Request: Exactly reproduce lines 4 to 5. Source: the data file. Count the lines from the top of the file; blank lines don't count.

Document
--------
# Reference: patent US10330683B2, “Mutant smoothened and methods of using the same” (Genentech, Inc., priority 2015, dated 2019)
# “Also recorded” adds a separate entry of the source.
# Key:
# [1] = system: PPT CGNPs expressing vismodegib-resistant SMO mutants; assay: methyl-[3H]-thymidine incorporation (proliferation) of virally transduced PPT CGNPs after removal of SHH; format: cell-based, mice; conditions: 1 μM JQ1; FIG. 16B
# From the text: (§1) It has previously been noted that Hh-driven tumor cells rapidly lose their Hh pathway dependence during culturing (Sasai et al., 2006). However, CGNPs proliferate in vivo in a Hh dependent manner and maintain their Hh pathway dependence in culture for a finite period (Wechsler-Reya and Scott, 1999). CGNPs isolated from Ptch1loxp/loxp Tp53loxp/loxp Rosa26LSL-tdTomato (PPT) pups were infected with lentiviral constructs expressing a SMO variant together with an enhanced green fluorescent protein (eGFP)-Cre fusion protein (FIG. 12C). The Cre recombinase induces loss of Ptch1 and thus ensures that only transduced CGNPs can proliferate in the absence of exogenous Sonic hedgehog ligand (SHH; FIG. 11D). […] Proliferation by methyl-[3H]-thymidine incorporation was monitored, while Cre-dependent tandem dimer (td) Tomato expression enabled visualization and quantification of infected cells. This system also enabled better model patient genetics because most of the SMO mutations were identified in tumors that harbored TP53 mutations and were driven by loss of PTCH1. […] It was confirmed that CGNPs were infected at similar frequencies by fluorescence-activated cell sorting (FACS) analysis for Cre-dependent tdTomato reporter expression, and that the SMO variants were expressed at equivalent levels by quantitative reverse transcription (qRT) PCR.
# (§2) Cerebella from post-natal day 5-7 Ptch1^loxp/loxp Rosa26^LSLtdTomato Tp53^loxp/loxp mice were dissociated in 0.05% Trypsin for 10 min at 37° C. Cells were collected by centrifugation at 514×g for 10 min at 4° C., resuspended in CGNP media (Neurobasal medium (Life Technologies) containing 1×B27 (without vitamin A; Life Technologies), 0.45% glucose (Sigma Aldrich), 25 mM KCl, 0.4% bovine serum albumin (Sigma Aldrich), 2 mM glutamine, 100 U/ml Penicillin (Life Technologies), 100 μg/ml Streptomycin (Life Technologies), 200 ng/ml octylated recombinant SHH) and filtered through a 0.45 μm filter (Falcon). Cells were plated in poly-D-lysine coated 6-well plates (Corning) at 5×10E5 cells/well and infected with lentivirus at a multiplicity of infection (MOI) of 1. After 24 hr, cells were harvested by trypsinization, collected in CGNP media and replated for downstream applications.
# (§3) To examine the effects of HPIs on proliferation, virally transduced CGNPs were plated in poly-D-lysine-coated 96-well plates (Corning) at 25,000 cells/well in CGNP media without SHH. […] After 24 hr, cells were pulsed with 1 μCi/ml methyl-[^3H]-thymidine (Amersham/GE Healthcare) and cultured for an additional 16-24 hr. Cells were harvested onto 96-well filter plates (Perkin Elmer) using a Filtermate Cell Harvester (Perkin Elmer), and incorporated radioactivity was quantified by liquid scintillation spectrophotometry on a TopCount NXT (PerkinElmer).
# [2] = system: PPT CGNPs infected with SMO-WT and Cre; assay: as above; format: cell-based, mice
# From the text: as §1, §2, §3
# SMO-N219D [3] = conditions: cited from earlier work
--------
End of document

# [1] = system: PPT CGNPs expressing vismodegib-resistant SMO mutants; assay: methyl-[3H]-thymidine incorporation (proliferation) of virally transduced PPT CGNPs after removal of SHH; format: cell-based, mice; conditions: 1 μM JQ1; FIG. 16B
# From the text: (§1) It has previously been noted that Hh-driven tumor cells rapidly lose their Hh pathway dependence during culturing (Sasai et al., 2006). However, CGNPs proliferate in vivo in a Hh dependent manner and maintain their Hh pathway dependence in culture for a finite period (Wechsler-Reya and Scott, 1999). CGNPs isolated from Ptch1loxp/loxp Tp53loxp/loxp Rosa26LSL-tdTomato (PPT) pups were infected with lentiviral constructs expressing a SMO variant together with an enhanced green fluorescent protein (eGFP)-Cre fusion protein (FIG. 12C). The Cre recombinase induces loss of Ptch1 and thus ensures that only transduced CGNPs can proliferate in the absence of exogenous Sonic hedgehog ligand (SHH; FIG. 11D). […] Proliferation by methyl-[3H]-thymidine incorporation was monitored, while Cre-dependent tandem dimer (td) Tomato expression enabled visualization and quantification of infected cells. This system also enabled better model patient genetics because most of the SMO mutations were identified in tumors that harbored TP53 mutations and were driven by loss of PTCH1. […] It was confirmed that CGNPs were infected at similar frequencies by fluorescence-activated cell sorting (FACS) analysis for Cre-dependent tdTomato reporter expression, and that the SMO variants were expressed at equivalent levels by quantitative reverse transcription (qRT) PCR.